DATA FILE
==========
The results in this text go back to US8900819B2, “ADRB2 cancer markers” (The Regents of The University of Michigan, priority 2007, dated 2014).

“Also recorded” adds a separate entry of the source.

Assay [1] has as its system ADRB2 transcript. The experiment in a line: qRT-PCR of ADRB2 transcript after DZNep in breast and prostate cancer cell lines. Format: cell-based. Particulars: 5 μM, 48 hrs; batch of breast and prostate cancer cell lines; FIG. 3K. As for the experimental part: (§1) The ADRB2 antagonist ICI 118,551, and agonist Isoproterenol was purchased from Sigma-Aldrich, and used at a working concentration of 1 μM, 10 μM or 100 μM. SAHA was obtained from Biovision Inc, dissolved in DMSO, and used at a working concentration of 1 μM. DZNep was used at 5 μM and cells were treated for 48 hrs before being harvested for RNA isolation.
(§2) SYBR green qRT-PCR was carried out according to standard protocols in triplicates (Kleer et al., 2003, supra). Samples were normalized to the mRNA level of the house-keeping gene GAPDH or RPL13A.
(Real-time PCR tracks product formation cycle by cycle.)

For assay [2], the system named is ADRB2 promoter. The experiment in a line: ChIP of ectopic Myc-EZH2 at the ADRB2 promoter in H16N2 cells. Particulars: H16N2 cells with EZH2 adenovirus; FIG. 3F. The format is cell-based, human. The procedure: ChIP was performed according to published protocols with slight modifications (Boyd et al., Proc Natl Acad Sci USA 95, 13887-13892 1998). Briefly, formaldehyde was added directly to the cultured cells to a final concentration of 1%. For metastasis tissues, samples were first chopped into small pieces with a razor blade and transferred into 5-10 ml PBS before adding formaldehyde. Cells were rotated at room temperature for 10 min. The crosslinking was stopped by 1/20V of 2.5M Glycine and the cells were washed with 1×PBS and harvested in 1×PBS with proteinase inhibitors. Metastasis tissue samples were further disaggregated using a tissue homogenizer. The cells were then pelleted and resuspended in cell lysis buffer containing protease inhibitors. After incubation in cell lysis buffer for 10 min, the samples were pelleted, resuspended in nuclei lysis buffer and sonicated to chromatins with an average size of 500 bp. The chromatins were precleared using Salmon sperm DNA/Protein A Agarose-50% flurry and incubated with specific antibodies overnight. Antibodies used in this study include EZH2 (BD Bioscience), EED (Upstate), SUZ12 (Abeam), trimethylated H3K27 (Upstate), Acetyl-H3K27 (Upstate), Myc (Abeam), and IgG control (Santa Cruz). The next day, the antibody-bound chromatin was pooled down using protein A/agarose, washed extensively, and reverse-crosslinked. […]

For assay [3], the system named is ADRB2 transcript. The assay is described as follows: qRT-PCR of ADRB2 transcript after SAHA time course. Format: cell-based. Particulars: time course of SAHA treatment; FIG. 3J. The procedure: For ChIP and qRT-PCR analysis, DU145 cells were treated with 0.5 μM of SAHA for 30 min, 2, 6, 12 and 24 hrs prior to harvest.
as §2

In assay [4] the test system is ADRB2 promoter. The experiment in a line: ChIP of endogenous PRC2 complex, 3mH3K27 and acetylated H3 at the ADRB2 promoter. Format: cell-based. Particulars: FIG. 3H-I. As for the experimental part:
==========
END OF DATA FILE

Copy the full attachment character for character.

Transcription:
The results in this text go back to US8900819B2, “ADRB2 cancer markers” (The Regents of The University of Michigan, priority 2007, dated 2014).

“Also recorded” adds a separate entry of the source.

Assay [1] has as its system ADRB2 transcript. The experiment in a line: qRT-PCR of ADRB2 transcript after DZNep in breast and prostate cancer cell lines. Format: cell-based. Particulars: 5 μM, 48 hrs; batch of breast and prostate cancer cell lines; FIG. 3K. As for the experimental part: (§1) The ADRB2 antagonist ICI 118,551, and agonist Isoproterenol was purchased from Sigma-Aldrich, and used at a working concentration of 1 μM, 10 μM or 100 μM. SAHA was obtained from Biovision Inc, dissolved in DMSO, and used at a working concentration of 1 μM. DZNep was used at 5 μM and cells were treated for 48 hrs before being harvested for RNA isolation.
(§2) SYBR green qRT-PCR was carried out according to standard protocols in triplicates (Kleer et al., 2003, supra). Samples were normalized to the mRNA level of the house-keeping gene GAPDH or RPL13A.
(Real-time PCR tracks product formation cycle by cycle.)

For assay [2], the system named is ADRB2 promoter. The experiment in a line: ChIP of ectopic Myc-EZH2 at the ADRB2 promoter in H16N2 cells. Particulars: H16N2 cells with EZH2 adenovirus; FIG. 3F. The format is cell-based, human. The procedure: ChIP was performed according to published protocols with slight modifications (Boyd et al., Proc Natl Acad Sci USA 95, 13887-13892 1998). Briefly, formaldehyde was added directly to the cultured cells to a final concentration of 1%. For metastasis tissues, samples were first chopped into small pieces with a razor blade and transferred into 5-10 ml PBS before adding formaldehyde. Cells were rotated at room temperature for 10 min. The crosslinking was stopped by 1/20V of 2.5M Glycine and the cells were washed with 1×PBS and harvested in 1×PBS with proteinase inhibitors. Metastasis tissue samples were further disaggregated using a tissue homogenizer. The cells were then pelleted and resuspended in cell lysis buffer containing protease inhibitors. After incubation in cell lysis buffer for 10 min, the samples were pelleted, resuspended in nuclei lysis buffer and sonicated to chromatins with an average size of 500 bp. The chromatins were precleared using Salmon sperm DNA/Protein A Agarose-50% flurry and incubated with specific antibodies overnight. Antibodies used in this study include EZH2 (BD Bioscience), EED (Upstate), SUZ12 (Abeam), trimethylated H3K27 (Upstate), Acetyl-H3K27 (Upstate), Myc (Abeam), and IgG control (Santa Cruz). The next day, the antibody-bound chromatin was pooled down using protein A/agarose, washed extensively, and reverse-crosslinked. […]

For assay [3], the system named is ADRB2 transcript. The assay is described as follows: qRT-PCR of ADRB2 transcript after SAHA time course. Format: cell-based. Particulars: time course of SAHA treatment; FIG. 3J. The procedure: For ChIP and qRT-PCR analysis, DU145 cells were treated with 0.5 μM of SAHA for 30 min, 2, 6, 12 and 24 hrs prior to harvest.
as §2

In assay [4] the test system is ADRB2 promoter. The experiment in a line: ChIP of endogenous PRC2 complex, 3mH3K27 and acetylated H3 at the ADRB2 promoter. Format: cell-based. Particulars: FIG. 3H-I. As for the experimental part: